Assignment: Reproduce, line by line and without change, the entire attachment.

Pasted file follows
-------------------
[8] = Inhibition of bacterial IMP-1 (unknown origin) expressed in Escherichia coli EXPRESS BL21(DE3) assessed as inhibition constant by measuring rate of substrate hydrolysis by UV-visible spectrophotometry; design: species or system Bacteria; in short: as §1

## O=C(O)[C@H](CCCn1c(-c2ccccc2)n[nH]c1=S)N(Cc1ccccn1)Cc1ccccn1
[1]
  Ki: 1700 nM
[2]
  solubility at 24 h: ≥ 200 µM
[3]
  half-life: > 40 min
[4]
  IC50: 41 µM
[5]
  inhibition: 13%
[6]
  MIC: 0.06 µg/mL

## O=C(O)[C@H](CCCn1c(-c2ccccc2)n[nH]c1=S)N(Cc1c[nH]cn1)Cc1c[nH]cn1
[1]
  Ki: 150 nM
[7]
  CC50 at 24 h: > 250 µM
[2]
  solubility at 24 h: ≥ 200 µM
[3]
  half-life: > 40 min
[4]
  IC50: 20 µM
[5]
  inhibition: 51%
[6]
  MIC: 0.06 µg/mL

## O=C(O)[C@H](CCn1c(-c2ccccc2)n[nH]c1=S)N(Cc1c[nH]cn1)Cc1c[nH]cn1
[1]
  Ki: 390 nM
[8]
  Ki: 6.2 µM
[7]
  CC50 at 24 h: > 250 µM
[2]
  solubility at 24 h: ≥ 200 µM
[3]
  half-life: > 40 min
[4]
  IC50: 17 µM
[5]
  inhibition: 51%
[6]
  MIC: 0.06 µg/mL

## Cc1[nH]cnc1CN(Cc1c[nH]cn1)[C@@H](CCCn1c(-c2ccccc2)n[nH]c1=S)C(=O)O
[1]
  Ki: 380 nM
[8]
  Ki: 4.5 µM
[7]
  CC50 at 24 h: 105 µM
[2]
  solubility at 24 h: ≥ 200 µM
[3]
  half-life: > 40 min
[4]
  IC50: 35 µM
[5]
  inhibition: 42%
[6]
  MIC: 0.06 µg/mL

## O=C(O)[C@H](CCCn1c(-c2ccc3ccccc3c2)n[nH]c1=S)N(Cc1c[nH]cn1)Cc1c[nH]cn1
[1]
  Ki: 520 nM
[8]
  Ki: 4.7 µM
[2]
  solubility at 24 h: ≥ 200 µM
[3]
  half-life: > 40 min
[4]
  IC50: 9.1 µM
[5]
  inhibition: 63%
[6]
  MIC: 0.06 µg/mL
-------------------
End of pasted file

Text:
[8] = Inhibition of bacterial IMP-1 (unknown origin) expressed in Escherichia coli EXPRESS BL21(DE3) assessed as inhibition constant by measuring rate of substrate hydrolysis by UV-visible spectrophotometry; design: species or system Bacteria; in short: as §1

## O=C(O)[C@H](CCCn1c(-c2ccccc2)n[nH]c1=S)N(Cc1ccccn1)Cc1ccccn1
[1]
  Ki: 1700 nM
[2]
  solubility at 24 h: ≥ 200 µM
[3]
  half-life: > 40 min
[4]
  IC50: 41 µM
[5]
  inhibition: 13%
[6]
  MIC: 0.06 µg/mL

## O=C(O)[C@H](CCCn1c(-c2ccccc2)n[nH]c1=S)N(Cc1c[nH]cn1)Cc1c[nH]cn1
[1]
  Ki: 150 nM
[7]
  CC50 at 24 h: > 250 µM
[2]
  solubility at 24 h: ≥ 200 µM
[3]
  half-life: > 40 min
[4]
  IC50: 20 µM
[5]
  inhibition: 51%
[6]
  MIC: 0.06 µg/mL

## O=C(O)[C@H](CCn1c(-c2ccccc2)n[nH]c1=S)N(Cc1c[nH]cn1)Cc1c[nH]cn1
[1]
  Ki: 390 nM
[8]
  Ki: 6.2 µM
[7]
  CC50 at 24 h: > 250 µM
[2]
  solubility at 24 h: ≥ 200 µM
[3]
  half-life: > 40 min
[4]
  IC50: 17 µM
[5]
  inhibition: 51%
[6]
  MIC: 0.06 µg/mL

## Cc1[nH]cnc1CN(Cc1c[nH]cn1)[C@@H](CCCn1c(-c2ccccc2)n[nH]c1=S)C(=O)O
[1]
  Ki: 380 nM
[8]
  Ki: 4.5 µM
[7]
  CC50 at 24 h: 105 µM
[2]
  solubility at 24 h: ≥ 200 µM
[3]
  half-life: > 40 min
[4]
  IC50: 35 µM
[5]
  inhibition: 42%
[6]
  MIC: 0.06 µg/mL

## O=C(O)[C@H](CCCn1c(-c2ccc3ccccc3c2)n[nH]c1=S)N(Cc1c[nH]cn1)Cc1c[nH]cn1
[1]
  Ki: 520 nM
[8]
  Ki: 4.7 µM
[2]
  solubility at 24 h: ≥ 200 µM
[3]
  half-life: > 40 min
[4]
  IC50: 9.1 µM
[5]
  inhibition: 63%
[6]
  MIC: 0.06 µg/mL